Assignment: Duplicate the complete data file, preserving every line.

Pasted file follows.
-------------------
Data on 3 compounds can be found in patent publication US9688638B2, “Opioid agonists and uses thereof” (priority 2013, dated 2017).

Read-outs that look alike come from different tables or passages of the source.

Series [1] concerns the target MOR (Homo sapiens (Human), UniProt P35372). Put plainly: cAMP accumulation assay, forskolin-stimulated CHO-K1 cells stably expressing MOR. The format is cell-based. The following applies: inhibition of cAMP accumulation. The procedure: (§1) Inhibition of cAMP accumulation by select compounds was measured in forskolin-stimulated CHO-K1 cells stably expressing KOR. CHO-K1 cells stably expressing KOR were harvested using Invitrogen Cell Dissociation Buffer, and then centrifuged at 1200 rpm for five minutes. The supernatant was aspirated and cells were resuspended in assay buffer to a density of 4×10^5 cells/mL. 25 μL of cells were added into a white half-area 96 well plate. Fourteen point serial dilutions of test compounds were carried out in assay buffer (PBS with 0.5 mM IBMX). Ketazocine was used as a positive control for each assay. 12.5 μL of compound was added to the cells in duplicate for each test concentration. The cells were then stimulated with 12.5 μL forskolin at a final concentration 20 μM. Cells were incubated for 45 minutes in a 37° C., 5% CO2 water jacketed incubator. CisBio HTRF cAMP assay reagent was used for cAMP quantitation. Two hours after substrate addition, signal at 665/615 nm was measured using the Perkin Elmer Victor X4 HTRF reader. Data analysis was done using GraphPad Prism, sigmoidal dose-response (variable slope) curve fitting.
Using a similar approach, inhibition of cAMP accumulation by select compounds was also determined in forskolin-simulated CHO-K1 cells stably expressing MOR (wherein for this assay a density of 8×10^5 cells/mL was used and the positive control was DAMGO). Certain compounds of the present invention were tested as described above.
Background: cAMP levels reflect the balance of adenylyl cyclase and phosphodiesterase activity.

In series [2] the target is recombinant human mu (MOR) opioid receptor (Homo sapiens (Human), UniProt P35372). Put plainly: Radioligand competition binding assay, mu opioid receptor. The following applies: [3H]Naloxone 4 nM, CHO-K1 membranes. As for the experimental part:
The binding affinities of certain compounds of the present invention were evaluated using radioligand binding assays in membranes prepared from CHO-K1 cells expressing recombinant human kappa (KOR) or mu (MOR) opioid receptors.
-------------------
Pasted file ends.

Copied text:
Data on 3 compounds can be found in patent publication US9688638B2, “Opioid agonists and uses thereof” (priority 2013, dated 2017).

Read-outs that look alike come from different tables or passages of the source.

Series [1] concerns the target MOR (Homo sapiens (Human), UniProt P35372). Put plainly: cAMP accumulation assay, forskolin-stimulated CHO-K1 cells stably expressing MOR. The format is cell-based. The following applies: inhibition of cAMP accumulation. The procedure: (§1) Inhibition of cAMP accumulation by select compounds was measured in forskolin-stimulated CHO-K1 cells stably expressing KOR. CHO-K1 cells stably expressing KOR were harvested using Invitrogen Cell Dissociation Buffer, and then centrifuged at 1200 rpm for five minutes. The supernatant was aspirated and cells were resuspended in assay buffer to a density of 4×10^5 cells/mL. 25 μL of cells were added into a white half-area 96 well plate. Fourteen point serial dilutions of test compounds were carried out in assay buffer (PBS with 0.5 mM IBMX). Ketazocine was used as a positive control for each assay. 12.5 μL of compound was added to the cells in duplicate for each test concentration. The cells were then stimulated with 12.5 μL forskolin at a final concentration 20 μM. Cells were incubated for 45 minutes in a 37° C., 5% CO2 water jacketed incubator. CisBio HTRF cAMP assay reagent was used for cAMP quantitation. Two hours after substrate addition, signal at 665/615 nm was measured using the Perkin Elmer Victor X4 HTRF reader. Data analysis was done using GraphPad Prism, sigmoidal dose-response (variable slope) curve fitting.
Using a similar approach, inhibition of cAMP accumulation by select compounds was also determined in forskolin-simulated CHO-K1 cells stably expressing MOR (wherein for this assay a density of 8×10^5 cells/mL was used and the positive control was DAMGO). Certain compounds of the present invention were tested as described above.
Background: cAMP levels reflect the balance of adenylyl cyclase and phosphodiesterase activity.

In series [2] the target is recombinant human mu (MOR) opioid receptor (Homo sapiens (Human), UniProt P35372). Put plainly: Radioligand competition binding assay, mu opioid receptor. The following applies: [3H]Naloxone 4 nM, CHO-K1 membranes. As for the experimental part:
The binding affinities of certain compounds of the present invention were evaluated using radioligand binding assays in membranes prepared from CHO-K1 cells expressing recombinant human kappa (KOR) or mu (MOR) opioid receptors.